When it comes to architectural design, a small urban lot often limits creative solutions. But Wallmakers, an Indian architectural studio, accepted the challenge for Pirouette House, which is located in a crowded area of Trivandrum, squeezed in on all four sides by surrounding housing. This didn’t stop the team from creating a dynamic design, with sustainability at its core through the use of locally sourced brickwork and upcycled materials.
The design begins with the idea that this residence would be an inward facing house opening onto to a central courtyard, to provide privacy and respite from the crowded city. For natural cross-flow ventilation, the home was built with an east-west position to allow for fresh air to naturally cool all rooms.
Wallmakers have a devoted history of building with mud bricks and building waste. They typically make their bricks on site but sadly this site didn’t offer the opportunity to excavate, so instead they focused on using local materials along with upcycling building waste.
Bricks were used to build the rippled and wave-like structure of the home, which the team sourced locally. Brick kilns are becoming rare in the region so the project aimed to support the local endangered industry.
The design and construction style was influenced by British born Indian architect Laurie Baker, whose many buildings are common to the area. Considered “masterpieces” by Wallmakers, a signature of his buildings is the Rat Trap bond brick wall. The Rat Trap bond is a wall construction method in which bricks are stacked vertically instead of horizontally. The practice requires less materials and creates a cavity within the wall that increases thermal efficiency. These cavities also allowed the architects to easily conceal ducts and other infrastructure for a better finished look. Wallmakers pushed the construction style a step further and discovered that it gave them the ability to create slanting and contoured walls, with a pirouette-style movement.
To create the rest of the elements in this truly unique home, the architects flexed their creative thinking in a determination to let nothing go to waste.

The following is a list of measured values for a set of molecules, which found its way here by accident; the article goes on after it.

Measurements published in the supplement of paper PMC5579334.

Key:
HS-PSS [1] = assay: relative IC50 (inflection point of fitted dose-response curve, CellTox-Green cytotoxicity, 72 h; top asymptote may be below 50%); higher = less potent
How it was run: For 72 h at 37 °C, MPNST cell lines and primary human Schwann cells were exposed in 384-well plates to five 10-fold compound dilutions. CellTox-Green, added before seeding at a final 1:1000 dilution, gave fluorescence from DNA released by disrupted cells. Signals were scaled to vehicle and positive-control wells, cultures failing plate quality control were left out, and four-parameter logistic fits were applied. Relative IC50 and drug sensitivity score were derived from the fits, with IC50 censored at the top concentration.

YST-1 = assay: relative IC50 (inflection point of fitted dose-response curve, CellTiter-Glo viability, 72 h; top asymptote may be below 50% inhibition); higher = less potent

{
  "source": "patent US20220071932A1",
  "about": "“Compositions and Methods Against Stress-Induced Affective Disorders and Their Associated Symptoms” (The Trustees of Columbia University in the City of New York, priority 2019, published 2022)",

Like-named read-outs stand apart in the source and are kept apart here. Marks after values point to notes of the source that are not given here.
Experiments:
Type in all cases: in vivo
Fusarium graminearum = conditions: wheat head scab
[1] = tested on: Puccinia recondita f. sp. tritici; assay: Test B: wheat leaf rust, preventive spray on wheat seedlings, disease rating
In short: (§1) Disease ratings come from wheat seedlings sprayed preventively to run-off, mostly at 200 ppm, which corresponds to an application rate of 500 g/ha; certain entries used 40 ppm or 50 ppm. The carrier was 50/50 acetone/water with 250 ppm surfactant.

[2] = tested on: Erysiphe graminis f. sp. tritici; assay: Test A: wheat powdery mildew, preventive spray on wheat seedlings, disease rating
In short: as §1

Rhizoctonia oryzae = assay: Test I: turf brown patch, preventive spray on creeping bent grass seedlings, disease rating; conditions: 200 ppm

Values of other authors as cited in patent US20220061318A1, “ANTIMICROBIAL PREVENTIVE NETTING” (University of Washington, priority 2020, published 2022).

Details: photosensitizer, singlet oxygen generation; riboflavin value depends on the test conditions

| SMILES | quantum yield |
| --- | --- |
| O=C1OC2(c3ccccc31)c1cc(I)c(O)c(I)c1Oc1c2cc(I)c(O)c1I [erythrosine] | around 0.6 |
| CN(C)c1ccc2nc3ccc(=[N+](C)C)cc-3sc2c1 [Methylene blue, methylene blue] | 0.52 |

Winding its way up through the centre of the house is a dynamic staircase, sitting proud of the brickwork, constructed from upcycled scaffolding pipes used in the building of the brick walls. These pipes have also been used to create various privacy screens throughout the home, with a full height version creating a dramatic backdrop to the stairs.
Cane, sourced in the local neighborhood, was treated and wound around the scaffolding pipe grillwork to create privacy screens, the stair balustrades and handrail, as well as various pieces of furniture throughout the house. Even the flooring was partially constructed from waste wood scraps that were joined together into panels. Those floors and select walls were then finished with grey and yellow oxides.
In other areas of construction, the team was able to significantly reduce materials waste. For example, in the concrete slabs they introduced MMT ferro-cement shells which reduce the overall cement consumption by 40% and steel consumption by 30%. Wafer-like structures of steel reinforced arched shells provide strength, while reducing the amount of materials used.
– Cooled by cross flow ventilation and ceiling fans
– Constructed using locally sourced bricks, in rat brick bond style to conserve bricks and provide thermal insulation
– Concrete slab construction techniques saved 40% concrete and 30% steel than would be typically used
– Locally sourced cane was used to make privacy screens, stair balustrades and handrail, and furniture
– Flooring made from waste wood scraps
– Thermal insulation from brickwork, upcycled materials
The Pirouette House features the “Last of the Mohicans” fired bricks as an ode to the stellar practice of Laurie Baker with spaces that are made beautiful by the pure geometry and patterns created by the walls that seem to be coming alive and pirouetting around.
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